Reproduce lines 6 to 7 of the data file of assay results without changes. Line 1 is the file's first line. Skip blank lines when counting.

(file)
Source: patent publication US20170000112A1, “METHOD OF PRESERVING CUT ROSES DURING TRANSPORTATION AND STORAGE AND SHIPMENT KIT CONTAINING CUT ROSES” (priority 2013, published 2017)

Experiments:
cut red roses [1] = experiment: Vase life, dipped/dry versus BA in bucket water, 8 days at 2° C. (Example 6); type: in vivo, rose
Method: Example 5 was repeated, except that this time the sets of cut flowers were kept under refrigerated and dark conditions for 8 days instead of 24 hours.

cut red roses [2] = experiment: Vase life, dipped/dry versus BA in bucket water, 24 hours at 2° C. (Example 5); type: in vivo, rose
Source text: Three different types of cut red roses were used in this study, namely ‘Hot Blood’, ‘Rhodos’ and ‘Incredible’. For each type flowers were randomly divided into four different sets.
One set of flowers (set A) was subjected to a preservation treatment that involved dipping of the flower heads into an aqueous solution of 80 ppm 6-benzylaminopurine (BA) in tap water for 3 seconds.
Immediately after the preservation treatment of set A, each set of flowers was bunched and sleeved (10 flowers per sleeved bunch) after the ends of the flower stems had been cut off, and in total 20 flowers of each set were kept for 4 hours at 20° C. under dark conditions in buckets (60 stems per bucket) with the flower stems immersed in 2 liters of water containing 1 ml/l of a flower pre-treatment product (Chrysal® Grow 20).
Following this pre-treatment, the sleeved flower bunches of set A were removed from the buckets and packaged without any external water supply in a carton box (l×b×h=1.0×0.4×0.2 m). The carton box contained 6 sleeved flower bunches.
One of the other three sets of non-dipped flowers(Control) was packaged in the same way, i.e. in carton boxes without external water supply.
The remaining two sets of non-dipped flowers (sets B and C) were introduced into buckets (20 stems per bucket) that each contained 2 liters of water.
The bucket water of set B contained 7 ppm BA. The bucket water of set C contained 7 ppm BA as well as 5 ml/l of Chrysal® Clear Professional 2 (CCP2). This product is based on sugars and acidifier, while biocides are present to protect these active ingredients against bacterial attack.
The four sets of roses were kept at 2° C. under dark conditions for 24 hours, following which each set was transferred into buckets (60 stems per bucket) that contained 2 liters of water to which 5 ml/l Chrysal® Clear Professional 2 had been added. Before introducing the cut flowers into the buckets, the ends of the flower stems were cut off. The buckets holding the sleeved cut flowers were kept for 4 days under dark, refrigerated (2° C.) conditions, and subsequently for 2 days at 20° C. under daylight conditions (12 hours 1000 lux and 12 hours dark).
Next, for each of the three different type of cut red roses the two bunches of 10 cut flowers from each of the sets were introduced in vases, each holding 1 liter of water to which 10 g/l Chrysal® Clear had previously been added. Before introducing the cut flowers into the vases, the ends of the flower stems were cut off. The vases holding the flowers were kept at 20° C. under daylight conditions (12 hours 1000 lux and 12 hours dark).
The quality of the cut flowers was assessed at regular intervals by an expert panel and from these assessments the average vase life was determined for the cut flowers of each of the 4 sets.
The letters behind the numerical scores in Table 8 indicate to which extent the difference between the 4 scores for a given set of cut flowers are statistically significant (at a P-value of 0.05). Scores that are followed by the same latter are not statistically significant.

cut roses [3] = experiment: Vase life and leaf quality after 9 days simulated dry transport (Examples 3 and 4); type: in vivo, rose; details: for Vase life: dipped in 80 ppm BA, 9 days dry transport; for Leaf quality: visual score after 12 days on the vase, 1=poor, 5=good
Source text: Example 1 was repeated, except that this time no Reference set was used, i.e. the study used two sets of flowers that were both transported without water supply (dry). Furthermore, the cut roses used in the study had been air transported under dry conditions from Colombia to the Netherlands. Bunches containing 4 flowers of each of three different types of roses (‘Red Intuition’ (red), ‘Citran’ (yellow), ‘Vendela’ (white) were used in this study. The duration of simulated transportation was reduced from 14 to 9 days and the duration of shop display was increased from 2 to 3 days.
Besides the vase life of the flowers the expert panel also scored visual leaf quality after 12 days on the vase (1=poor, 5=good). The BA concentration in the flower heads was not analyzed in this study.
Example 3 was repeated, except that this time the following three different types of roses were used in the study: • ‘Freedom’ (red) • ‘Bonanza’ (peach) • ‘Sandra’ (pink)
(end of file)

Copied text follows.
Source text: Three different types of cut red roses were used in this study, namely ‘Hot Blood’, ‘Rhodos’ and ‘Incredible’. For each type flowers were randomly divided into four different sets.
One set of flowers (set A) was subjected to a preservation treatment that involved dipping of the flower heads into an aqueous solution of 80 ppm 6-benzylaminopurine (BA) in tap water for 3 seconds.